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Agile Fails

Yesterday I posted a blurb on LinkedIn and Facebook about why I believe some organizations are reporting diminished returns when using an agile project approach. I thought I'd take a moment or two to get on my soapbox and expand upon my observations as to why that might be.

1. They really aren't doing agile.

Here are the heavier hitters I see regarding this point:

I observe companies diluting the simple Scrum approach to projects along with the roles and responsibilities. They let the Product Owner off the hook and instead insert the business analyst. Now, before I get a barrage of complaints about that sentence, let me explain. BAs definitely have a place on the development team. (I think I smell another blog post coming soon about that!!!!) In addition, BAs make PERFECT Scrum Masters. However, a BA is no substitute for a good ol' fashioned Product Owner. Agile removes the barrier between the business and project teams and fosters collaboration. Agile moves the team closer to the end user. "It's all about the conversation" is my favorite agile mantra. Inserting the BA as a go-between or the business' spokesperson is Waterfall!! Do not let the business off the hook.

In addition, I worked with a couple of organizations that had moved to agile in IT but the business really knew nothing (yes - as in NADA) about it!! *sigh*

Another practice that dilutes agile's potential value is in making the daily Scrum or "stand up" a status report to the Scrum Master (whew - do you smell that?? #ScrumSmells). Daily Scrums are meant to inspect the last 24 hours and adapt practices, approach, teamwork, etc. for the next 24 hours. Inspect, Adapt; Inspect, Adapt; Inspect, Adapt.... get the picture?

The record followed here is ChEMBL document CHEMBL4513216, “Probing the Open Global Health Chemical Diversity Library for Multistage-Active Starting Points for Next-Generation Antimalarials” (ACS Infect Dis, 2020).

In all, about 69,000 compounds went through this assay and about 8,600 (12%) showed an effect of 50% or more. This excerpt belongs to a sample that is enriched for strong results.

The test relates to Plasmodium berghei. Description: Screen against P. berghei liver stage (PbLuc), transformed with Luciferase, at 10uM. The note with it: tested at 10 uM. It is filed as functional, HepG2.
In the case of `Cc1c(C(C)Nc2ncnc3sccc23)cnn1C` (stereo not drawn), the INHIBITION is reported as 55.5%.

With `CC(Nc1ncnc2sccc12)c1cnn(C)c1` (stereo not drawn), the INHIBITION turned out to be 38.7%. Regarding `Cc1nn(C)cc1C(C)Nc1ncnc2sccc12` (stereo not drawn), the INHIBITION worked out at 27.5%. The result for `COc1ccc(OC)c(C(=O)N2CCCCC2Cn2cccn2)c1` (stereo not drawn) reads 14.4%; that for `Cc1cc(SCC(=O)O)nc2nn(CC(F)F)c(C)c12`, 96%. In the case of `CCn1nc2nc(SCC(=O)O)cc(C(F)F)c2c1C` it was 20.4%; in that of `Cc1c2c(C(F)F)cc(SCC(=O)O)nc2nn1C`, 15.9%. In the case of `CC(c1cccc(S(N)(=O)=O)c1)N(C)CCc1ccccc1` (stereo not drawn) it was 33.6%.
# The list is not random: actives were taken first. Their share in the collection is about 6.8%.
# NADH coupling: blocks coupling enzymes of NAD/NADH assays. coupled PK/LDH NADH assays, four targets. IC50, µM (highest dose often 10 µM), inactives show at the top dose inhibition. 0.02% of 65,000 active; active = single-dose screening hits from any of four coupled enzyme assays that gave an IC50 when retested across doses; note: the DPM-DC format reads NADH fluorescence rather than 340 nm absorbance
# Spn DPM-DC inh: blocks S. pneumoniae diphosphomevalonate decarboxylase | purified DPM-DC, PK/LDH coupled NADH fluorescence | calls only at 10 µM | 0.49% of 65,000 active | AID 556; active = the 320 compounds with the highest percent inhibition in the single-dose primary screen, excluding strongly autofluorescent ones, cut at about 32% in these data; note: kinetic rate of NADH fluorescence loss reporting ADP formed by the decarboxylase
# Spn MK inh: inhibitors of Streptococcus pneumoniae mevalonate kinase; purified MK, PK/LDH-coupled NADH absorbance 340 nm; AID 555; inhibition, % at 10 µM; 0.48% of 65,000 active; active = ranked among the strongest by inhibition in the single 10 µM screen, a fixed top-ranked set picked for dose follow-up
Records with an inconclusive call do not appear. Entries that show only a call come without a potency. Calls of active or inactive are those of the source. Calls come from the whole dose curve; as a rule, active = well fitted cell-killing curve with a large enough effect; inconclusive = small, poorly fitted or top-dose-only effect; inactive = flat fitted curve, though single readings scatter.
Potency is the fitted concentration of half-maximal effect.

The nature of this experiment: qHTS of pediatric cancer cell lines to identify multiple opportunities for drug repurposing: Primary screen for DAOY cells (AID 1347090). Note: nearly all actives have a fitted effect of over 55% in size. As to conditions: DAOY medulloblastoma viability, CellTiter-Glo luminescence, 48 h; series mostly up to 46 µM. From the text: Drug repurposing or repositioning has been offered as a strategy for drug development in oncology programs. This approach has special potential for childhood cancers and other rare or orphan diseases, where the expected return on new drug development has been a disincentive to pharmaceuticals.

Ilene Jones commented on LinkedIn that she'd add that teams aren't letting go of their Waterfall requirements. The team (and governance) hasn't changed their thinking. They expect the same deliverables as a Waterfall project and pound away trying to make the square peg fit into the (agile) round hole. This also is a great segue into #2....

2. They aren't attending to organizational change.

I could literally write a book about this (hey - great idea!!). But seriously, agile is EASY from a process perspective. There are videos out there that describe Scrum in 120 seconds or less! However, agile requires that governance and team members and the business and vendors:

- THINK differently

- ACT differently

- VALUE differently

- COLLABORATE differently

- GOVERN differently

- CARE differently

- MEASURE differently

Getting the picture???? Agile is a culture change and like any other culture change BEFORE the organization deploys an agile project strategy they MUST assess their organizational readiness and ask, "Are we even agile capable?"

If you review the State of Agile Survey (Version One) results for the past 12 years (the 13th should be published this month), ten out of eleven reasons respondents cite for challenges with agile are all organizational change-related.